Typhoon Lan, which is forecast to strike near Tokyo early Monday morning, may cause an estimated $25 billion to $35 billion in damage, said Chuck Watson, a disaster modeler with Enki Research in Georgia.
Lan is about 1,169 miles (1,881 kilometers) south of Tokyo with top winds of almost 150 miles per hour. That would make it the equivalent of a Category 4 hurricane on the five-step Saffir-Simpson scale, according to the Joint Typhoon Warning Center in Hawaii, a combined U.S. Navy and Air Force operation. While the storm’s expected to strengthen in the next day, it’s forecast to weaken as it nears the coastline.
If it stays on track, Lan will approach Tokyo Bay about 3 a.m. local time Monday. A wobble in the storm’s path could spare Japan damage but right now the forecast is pretty much “a worst-case track,” Watson said.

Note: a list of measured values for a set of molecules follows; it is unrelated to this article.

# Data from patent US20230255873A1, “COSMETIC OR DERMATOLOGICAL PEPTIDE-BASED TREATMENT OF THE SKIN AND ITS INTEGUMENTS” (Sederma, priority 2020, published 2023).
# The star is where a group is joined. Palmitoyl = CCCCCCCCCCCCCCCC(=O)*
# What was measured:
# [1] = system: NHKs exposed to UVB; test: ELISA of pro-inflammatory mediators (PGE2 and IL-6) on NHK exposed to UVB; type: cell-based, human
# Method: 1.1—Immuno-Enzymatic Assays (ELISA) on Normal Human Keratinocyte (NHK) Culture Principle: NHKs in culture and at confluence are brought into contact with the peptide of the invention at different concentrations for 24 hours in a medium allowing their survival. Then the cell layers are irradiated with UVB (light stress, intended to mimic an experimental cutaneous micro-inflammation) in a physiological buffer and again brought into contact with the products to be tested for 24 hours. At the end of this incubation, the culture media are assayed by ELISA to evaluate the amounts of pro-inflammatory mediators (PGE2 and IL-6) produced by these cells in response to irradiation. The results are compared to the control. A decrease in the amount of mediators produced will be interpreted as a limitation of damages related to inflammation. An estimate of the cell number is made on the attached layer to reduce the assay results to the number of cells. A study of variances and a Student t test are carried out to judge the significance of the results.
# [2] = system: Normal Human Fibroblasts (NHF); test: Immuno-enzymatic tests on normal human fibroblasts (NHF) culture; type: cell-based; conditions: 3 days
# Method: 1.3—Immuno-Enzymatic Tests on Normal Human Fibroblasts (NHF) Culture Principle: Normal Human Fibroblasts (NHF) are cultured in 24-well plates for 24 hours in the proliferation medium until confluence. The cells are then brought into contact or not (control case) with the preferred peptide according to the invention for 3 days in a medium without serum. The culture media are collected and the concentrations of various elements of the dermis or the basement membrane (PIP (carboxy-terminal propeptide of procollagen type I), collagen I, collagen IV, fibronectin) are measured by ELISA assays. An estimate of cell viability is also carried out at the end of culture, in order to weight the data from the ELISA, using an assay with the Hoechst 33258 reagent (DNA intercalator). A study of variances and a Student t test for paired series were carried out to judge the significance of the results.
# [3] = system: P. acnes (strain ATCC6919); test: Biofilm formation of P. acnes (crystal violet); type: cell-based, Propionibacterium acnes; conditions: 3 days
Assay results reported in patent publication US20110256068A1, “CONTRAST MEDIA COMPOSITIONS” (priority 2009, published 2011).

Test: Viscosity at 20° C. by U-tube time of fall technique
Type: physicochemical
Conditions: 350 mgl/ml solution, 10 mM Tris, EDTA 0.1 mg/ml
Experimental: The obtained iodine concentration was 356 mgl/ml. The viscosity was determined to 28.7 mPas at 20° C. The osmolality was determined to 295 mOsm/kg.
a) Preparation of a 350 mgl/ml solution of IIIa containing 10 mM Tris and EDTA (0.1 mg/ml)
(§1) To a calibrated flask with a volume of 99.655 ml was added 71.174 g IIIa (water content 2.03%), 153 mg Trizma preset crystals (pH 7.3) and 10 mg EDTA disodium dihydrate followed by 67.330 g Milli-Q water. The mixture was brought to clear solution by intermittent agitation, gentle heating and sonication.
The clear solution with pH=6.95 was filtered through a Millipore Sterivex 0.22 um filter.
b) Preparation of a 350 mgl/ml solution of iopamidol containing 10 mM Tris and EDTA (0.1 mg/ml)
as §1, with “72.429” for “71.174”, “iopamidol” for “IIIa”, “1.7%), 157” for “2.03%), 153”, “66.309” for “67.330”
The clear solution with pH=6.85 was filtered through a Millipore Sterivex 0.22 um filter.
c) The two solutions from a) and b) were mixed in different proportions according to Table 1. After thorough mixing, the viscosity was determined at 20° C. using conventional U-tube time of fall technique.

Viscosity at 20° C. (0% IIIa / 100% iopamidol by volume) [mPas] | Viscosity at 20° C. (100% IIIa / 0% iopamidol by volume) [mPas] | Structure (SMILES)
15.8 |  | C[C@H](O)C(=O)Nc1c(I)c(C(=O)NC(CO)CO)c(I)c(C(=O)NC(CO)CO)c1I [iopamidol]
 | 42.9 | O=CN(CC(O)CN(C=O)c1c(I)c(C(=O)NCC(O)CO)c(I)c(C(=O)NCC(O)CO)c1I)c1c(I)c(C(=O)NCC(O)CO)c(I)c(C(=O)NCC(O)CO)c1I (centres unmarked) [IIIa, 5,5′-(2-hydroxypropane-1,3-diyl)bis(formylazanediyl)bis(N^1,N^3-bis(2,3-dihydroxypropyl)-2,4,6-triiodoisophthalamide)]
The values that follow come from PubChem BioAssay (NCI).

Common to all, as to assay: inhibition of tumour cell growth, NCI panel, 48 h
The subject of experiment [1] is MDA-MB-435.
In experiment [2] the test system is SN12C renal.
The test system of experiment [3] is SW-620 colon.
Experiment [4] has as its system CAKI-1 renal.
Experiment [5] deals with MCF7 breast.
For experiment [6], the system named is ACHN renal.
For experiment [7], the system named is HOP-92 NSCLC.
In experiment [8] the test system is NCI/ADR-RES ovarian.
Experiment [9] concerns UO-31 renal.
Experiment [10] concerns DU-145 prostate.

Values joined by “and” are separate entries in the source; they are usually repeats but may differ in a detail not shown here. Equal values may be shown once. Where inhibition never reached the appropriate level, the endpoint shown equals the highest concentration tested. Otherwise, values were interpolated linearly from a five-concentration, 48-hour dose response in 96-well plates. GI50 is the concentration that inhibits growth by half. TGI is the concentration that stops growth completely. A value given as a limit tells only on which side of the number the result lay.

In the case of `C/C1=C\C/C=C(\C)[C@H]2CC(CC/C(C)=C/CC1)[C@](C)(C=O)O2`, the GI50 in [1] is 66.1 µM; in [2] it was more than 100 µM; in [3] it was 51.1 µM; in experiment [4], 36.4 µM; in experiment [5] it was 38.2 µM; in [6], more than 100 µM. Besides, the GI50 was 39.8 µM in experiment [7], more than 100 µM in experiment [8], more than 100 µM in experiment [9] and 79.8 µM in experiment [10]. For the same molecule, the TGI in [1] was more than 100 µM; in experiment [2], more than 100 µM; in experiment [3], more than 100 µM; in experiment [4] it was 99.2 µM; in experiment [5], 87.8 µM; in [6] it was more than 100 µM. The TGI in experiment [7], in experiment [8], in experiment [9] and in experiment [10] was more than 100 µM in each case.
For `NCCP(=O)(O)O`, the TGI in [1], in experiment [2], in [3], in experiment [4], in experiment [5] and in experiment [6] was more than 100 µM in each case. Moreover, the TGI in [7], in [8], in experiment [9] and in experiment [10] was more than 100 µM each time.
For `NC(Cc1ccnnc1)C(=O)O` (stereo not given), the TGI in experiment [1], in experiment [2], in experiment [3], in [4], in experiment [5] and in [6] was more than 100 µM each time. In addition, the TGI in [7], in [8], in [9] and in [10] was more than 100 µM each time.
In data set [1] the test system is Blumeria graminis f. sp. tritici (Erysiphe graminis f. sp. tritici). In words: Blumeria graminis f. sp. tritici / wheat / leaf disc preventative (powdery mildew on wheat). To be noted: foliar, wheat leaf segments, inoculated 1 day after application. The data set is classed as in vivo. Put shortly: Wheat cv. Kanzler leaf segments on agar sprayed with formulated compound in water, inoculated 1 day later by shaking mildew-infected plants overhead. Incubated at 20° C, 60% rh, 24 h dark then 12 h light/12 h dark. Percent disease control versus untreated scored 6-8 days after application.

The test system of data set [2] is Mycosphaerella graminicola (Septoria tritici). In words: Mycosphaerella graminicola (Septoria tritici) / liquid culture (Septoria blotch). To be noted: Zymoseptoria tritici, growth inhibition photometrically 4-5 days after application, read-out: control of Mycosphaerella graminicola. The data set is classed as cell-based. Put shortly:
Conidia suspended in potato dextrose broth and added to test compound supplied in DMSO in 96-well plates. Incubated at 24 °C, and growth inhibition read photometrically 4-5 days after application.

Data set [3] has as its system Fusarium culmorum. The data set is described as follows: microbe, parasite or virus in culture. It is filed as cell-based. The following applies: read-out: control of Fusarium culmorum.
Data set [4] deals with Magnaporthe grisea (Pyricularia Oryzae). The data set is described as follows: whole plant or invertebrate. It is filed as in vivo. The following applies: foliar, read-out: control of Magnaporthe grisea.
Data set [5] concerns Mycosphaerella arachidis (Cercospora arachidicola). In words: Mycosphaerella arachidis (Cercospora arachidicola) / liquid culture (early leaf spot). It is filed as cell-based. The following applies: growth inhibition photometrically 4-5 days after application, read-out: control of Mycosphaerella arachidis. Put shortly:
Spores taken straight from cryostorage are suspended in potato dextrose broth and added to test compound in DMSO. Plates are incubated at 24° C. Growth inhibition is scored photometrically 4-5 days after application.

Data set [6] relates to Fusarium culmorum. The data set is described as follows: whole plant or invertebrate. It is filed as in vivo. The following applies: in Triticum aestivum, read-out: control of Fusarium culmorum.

Japanese infrastructure is better-equipped to handle a storm like Lan than its U.S. equivalent, Watson said. “For typhoons, they are better prepared and better able to deal with them than the U.S. is for hurricanes,” he said. “Bring that same storm into New York City or Miami and it is a $75 billion to $100 billion storm.”
Lan is the latest in a string of devastating tropical cyclones including Maria, Irma, Harvey and Ophelia that have struck Texas, Florida, Puerto Rico and Ireland in the last two months.
“Since August, this is now the 17th incident I have tracked that threatens more than 1 million people and could cause over $1 billion in damage,” Watson said.